Naproxen is used for relief of mild to moderate pain; it inhibits inflammatory reactions and pain by decreasing the activity of COX, which results in a decrease of prostaglandin synthesis.
Diclofenac inhibits prostaglandin synthesis by decreasing COX enzyme activity, which, in turn, decreases formation of prostaglandin precursors.
Ketoprofen is used for relief of mild to moderate pain and inflammation. Small dosages are indicated initially in small patients, elderly patients, and patients with renal or liver disease. Doses higher than 75 mg do not increase the therapeutic effects. Administer high doses with caution, and closely observe the patient's response.
Celecoxib primarily inhibits COX-2. COX-2 is considered an inducible isoenzyme, induced during pain and inflammatory stimuli. Inhibition of COX-1 may contribute to NSAID GI toxicity. At therapeutic concentrations, COX-1 isoenzyme is not inhibited; thus, GI toxicity may be decreased. Seek the lowest dose of celecoxib for each patient. It is extensively metabolized in liver primarily via cytochrome P450 2C9.
Although increased cost can be a negative factor, the incidence of costly and potentially fatal GI bleeds is clearly less with COX-2 inhibitors than with traditional NSAIDs. Ongoing analysis of cost avoidance of GI bleeds will further define the populations that will find COX-2 inhibitors the most beneficial.
Anticonvulsants may be used to alleviate painful dysesthesias, which frequently accompany peripheral neuropathies. Although they have many different mechanisms of action, their use for alleviating neuropathic pain probably depends on their general tendency to reduce neuronal excitability.
Gabapentin is a membrane stabilizer, a structural analogue of the inhibitory neurotransmitter gamma-amino butyric acid (GABA), which paradoxically is thought not to exert an effect on GABA receptors. Gabapentin appears to exert action via the alpha(2)delta1 and alpha(2)delta2 auxiliary subunits of voltage-gaited calcium channels
It is used to manage pain and provide sedation in neuropathic pain.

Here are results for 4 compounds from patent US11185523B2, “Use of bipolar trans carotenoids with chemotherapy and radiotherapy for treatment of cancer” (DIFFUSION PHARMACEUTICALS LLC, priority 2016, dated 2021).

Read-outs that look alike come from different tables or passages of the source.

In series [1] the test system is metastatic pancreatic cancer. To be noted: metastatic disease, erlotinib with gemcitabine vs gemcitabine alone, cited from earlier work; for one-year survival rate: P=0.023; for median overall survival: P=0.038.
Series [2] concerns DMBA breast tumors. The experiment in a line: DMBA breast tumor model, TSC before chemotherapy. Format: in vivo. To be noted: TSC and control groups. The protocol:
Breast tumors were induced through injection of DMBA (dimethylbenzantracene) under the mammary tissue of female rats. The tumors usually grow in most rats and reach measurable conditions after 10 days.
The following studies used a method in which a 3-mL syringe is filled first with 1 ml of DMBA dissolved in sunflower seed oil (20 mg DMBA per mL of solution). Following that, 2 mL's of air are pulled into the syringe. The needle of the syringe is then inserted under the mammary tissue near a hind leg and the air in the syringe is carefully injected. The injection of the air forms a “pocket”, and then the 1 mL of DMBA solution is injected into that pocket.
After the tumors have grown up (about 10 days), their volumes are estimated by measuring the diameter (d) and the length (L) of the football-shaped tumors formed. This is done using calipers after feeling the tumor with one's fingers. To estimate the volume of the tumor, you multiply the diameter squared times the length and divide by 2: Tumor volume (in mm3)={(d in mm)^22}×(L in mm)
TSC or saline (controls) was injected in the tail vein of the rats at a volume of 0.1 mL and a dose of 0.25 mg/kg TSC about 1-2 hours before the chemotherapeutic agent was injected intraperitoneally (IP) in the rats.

Carbamazepine is a sodium channel blocker that typically provides substantial or complete relief of pain in 80% of individuals with some forms of painful paresthesia. It reduces sustained, high-frequency, repetitive neural firing and is a potent enzyme inducer that can induce its own metabolism. Due to potentially serious blood dyscrasias, undertake benefit-to-risk evaluation before the drug is instituted.
Tricyclic antidepressants are effective in painful paresthesias. Whereas the drugs in this category are administered in similar dosages, their sedative properties vary. Amitriptyline may be given if the patient suffers from insomnia, whereas nortriptyline and desipramine are better choices when sedation becomes a problem.
Amitriptyline is an analgesic for certain chronic and neuropathic pain. It blocks the reuptake of norepinephrine and serotonin, which increases their concentration in the CNS. Amitriptyline decreases pain by inhibiting spinal neurons involved in pain perception. It is highly anticholinergic. The drug is often discontinued because of somnolence and dry mouth.
Cardiac arrhythmia, especially in overdose, has been described; monitoring the QTc interval after reaching the target level is advised. Up to 1 month may be needed to obtain clinical effects.
Nortriptyline has demonstrated effectiveness in the treatment of chronic pain.
By inhibiting the reuptake of serotonin and/or norepinephrine by the presynaptic neuronal membrane, this drug increases the synaptic concentration of these neurotransmitters in the CNS.
Pharmacodynamic effects such as the desensitization of adenyl cyclase and down-regulation of beta-adrenergic receptors and serotonin receptors also appear to play a role in its mechanisms of action.
This is the original TCA used for depression. These agents have been suggested to act by inhibiting reuptake of noradrenaline at synapses in central descending pain-modulating pathways located in the brainstem and spinal cord.